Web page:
I have always thought that Ulysses S. Grant was the most handsome of our presidents. There, I said it.

If it can be said that the Civil War had a darling, from the Union point of view, that would have been Ulysses S. Grant. Most of his fame came from his deeds on the field, rather than his deeds in office. There is so much that can be said about President Grant. He was a devoted father. He was a talented horseman. He desperately missed his wife when he was away from her. He was squeamish at the sight of blood, so much so that he couldn’t bear rare meat. One could even say that he felt that it was his duty to try to help the United States recover from the Andrew Johnson presidency, and that he felt obliged to run for president despite his general dislike of politics. One could wonder how he dealt with the Lincoln assassination on a personal level, considering that he and his wife were supposed to go to the theater with the Lincolns the night that the 16th president was slain.

However, usually, when he comes up in conversation, most people either say something about the scandals that plagued his presidency or about his drinking. Usually in that conversation no one mentions that he wasn’t actually proven to have done wrong in association with these scandals. Also, the interpretations of his drinking vary. Some say that he just wasn’t able to handle alcohol very well, that small quantities impacted him greatly. This is a different image than that of someone who just can’t quench a thirst for fiery water.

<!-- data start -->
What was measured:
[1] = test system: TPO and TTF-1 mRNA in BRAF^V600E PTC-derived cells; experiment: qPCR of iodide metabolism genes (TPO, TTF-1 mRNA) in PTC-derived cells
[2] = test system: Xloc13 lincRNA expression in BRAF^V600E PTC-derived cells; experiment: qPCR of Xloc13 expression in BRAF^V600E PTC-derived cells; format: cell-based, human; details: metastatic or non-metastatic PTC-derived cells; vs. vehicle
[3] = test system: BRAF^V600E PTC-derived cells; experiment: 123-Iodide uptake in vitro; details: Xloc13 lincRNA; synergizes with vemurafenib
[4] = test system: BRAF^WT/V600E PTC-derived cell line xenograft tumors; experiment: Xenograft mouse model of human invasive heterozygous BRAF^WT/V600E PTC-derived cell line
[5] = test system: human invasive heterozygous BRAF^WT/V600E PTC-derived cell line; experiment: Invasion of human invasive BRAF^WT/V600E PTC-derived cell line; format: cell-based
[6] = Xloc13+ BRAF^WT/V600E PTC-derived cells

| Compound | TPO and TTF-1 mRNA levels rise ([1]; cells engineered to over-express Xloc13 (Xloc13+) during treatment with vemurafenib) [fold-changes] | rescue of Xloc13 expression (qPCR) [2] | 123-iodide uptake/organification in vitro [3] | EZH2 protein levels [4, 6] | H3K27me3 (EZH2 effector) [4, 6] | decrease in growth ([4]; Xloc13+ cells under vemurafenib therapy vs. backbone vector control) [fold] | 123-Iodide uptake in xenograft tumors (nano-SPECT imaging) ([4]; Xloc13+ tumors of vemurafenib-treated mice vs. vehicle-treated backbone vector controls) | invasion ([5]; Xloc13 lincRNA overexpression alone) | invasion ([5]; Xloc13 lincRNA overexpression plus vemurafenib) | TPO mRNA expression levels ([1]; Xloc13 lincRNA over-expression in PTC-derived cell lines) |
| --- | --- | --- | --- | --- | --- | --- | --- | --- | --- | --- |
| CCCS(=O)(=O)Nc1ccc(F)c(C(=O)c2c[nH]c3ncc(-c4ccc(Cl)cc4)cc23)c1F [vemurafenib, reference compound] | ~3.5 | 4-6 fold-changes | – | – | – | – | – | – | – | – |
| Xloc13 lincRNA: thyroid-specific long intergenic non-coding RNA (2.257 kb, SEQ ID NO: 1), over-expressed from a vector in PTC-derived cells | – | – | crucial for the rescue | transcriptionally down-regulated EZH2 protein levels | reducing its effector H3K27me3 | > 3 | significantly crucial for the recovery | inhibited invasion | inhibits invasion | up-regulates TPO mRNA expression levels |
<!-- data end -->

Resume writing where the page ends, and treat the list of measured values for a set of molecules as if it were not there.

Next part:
If there was a pleasure that was to injure him more, however, it was smoking. At one point, Grant told a reporter that he enjoyed cigars. After that, the public sent him cigars, thousands of them. Grant received so many cigars that he actively gave them away. Even then, he had more cigars than he would have ever needed. Not surprisingly, he began to enjoy cigars more frequently. Not surprisingly, he later developed a case of terminal throat cancer.


The cake

This is probably the worst sentence ever, ┬ábut I wanted to do something with Grant’s cancer in this cake. For an unfortunate moment, the idea of doing something with tobacco crossed my mind. Then, my whole body recoiled in horror. But I wanted to get at those cigars that likely lead to his death. Then the answer came to me. I needed to focus not on tobacco, but the flavor of smoke itself. So, I decided to make a lapsang souchong tea flavored cupcake. The cupcake is filled with whiskey marshmallow cream and topped with whiskey buttercream. There is blue sugar on top. This is a nod to Union Army uniform, the blue coats that the soldiers wore when such coats were still available.